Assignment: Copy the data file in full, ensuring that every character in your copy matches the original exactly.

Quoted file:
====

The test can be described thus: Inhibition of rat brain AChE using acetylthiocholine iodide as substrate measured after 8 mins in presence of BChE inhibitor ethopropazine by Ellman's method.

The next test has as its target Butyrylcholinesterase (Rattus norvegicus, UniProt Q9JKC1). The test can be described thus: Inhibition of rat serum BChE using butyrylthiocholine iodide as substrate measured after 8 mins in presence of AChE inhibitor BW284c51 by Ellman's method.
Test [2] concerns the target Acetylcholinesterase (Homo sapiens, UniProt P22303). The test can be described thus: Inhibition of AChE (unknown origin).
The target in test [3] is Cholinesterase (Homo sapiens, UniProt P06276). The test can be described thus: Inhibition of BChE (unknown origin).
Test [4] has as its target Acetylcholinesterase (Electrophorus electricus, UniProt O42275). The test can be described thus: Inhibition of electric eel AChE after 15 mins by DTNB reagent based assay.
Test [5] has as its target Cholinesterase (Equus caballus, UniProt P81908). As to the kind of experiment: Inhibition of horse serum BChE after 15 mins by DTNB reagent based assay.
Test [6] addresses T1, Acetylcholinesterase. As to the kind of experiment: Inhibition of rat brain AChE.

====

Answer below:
The test can be described thus: Inhibition of rat brain AChE using acetylthiocholine iodide as substrate measured after 8 mins in presence of BChE inhibitor ethopropazine by Ellman's method.

The next test has as its target Butyrylcholinesterase (Rattus norvegicus, UniProt Q9JKC1). The test can be described thus: Inhibition of rat serum BChE using butyrylthiocholine iodide as substrate measured after 8 mins in presence of AChE inhibitor BW284c51 by Ellman's method.
Test [2] concerns the target Acetylcholinesterase (Homo sapiens, UniProt P22303). The test can be described thus: Inhibition of AChE (unknown origin).
The target in test [3] is Cholinesterase (Homo sapiens, UniProt P06276). The test can be described thus: Inhibition of BChE (unknown origin).
Test [4] has as its target Acetylcholinesterase (Electrophorus electricus, UniProt O42275). The test can be described thus: Inhibition of electric eel AChE after 15 mins by DTNB reagent based assay.
Test [5] has as its target Cholinesterase (Equus caballus, UniProt P81908). As to the kind of experiment: Inhibition of horse serum BChE after 15 mins by DTNB reagent based assay.
Test [6] addresses T1, Acetylcholinesterase. As to the kind of experiment: Inhibition of rat brain AChE.